“It’s an enormous loss. The show was very much built around her and Allison. For her to step out was a big move to cope with. But we have an extraordinary ensemble led by Allison in a show about women in recovery. Let’s continue to tell the stories of a wonderful group of people we’d come to know and care about. When the (season) debuts, Christy  has gone on to greater things. Her career and path through life is going great. Recovery from addiction – not always but very often – brings with it an extraordinary life. And that’s the story we’re telling with Anna’s character, that her life has leapt up to another level, which has her leaving Napa Valley to go to Washington and finish her education.” – Chuck Lorre.

Will MOM address the Covid-19 Pandemic?

The short answer? No. 

“The question of whether or not to deal with COVID is something that we grappled with quite a bit. However, because our show has never before reflected current events in our storytelling, we ultimately decided not to address it. For us, it feels like we made the right decision and hopefully our audience will enjoy a little escape when they watch our show.” -Gemma Baker

“Going into this season, we thought for sure that all of the COVID restrictions would change the type of episodes we could produce. But now that we have five shows under our belt, we’re pretty confident that the viewers at home will not feel the restrictions one bit. That’s because our stories have always been small and intimate. So while how we shoot the show has completely changed, what we’re shooting has not.” – Gemma Baker.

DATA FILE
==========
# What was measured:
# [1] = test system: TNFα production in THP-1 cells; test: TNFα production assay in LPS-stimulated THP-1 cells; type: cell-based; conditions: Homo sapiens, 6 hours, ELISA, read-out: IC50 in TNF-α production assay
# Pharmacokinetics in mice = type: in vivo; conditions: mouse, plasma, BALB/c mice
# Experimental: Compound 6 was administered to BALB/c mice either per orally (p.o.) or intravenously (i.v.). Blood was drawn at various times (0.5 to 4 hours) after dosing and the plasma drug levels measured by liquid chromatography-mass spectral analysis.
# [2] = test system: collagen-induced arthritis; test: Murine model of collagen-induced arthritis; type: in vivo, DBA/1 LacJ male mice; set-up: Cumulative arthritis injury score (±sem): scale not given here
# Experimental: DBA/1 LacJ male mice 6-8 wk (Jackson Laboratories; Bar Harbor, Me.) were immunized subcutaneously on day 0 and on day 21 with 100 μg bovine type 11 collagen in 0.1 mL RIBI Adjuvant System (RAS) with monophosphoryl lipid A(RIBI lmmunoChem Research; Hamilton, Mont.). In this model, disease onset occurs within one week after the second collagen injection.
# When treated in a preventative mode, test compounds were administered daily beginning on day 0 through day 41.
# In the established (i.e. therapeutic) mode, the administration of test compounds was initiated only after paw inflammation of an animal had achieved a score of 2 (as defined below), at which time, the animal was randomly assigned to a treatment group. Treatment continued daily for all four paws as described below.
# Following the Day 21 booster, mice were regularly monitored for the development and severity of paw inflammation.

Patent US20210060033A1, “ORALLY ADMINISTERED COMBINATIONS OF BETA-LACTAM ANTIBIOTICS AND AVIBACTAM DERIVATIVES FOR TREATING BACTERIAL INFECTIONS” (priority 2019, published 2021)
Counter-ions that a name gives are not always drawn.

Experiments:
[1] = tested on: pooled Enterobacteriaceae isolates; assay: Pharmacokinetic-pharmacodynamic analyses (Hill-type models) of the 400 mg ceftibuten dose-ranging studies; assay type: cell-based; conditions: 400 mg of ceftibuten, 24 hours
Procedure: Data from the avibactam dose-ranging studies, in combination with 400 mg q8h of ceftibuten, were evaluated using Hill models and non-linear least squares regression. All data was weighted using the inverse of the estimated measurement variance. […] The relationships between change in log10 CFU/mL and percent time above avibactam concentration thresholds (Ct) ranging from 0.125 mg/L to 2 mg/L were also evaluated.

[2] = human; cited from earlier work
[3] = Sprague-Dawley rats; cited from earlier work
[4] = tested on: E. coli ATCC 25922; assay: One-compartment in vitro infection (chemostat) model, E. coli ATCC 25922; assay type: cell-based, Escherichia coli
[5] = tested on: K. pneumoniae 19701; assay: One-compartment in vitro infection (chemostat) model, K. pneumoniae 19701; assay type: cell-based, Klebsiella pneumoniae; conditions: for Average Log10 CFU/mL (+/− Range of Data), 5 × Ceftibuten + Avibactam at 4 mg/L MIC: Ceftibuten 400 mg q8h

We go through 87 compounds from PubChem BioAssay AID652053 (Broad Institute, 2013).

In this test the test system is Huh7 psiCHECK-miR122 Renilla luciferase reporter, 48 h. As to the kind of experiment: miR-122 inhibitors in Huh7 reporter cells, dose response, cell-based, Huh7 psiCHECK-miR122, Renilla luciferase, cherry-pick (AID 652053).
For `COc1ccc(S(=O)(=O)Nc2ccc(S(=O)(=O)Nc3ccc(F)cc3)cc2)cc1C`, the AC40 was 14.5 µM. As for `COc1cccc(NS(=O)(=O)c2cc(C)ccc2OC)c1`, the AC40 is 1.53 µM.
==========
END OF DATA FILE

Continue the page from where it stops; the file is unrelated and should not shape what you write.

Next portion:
“That was a choice that we made early on, that the shows will reflect life as we knew it, as we’ve known it, and hopefully as we’ll know it again. If we do shows that are reflective of what’s happening right now, it’s unlikely that they’ll have any value down the road. I’ve always been a big fan of shows that have shelf life, that have the ability to entertain the audience now, next year, or, God willing, years from now. I don’t know if it’s the right call, but it’s the call we made because I didn’t want to do episodes that a year from now no one wants to watch and may not want to watch now. Maybe you want to go home and watch a television show and have a little relief from social distancing and masks and the inability to hug your friends and loved ones. Maybe we can offer a respite from that.” – Chuck Lorre

Why do we need comedies like MOM more than ever right now?

“Laughter is a shared human experience. Laughter is a genuinely wonderful thing to have as part of our lives, especially when the world is upside down. It’s a gift.” – Chuck Lorre.

Season 8 of Mom Premieres Tonight at 9/8c on CBS.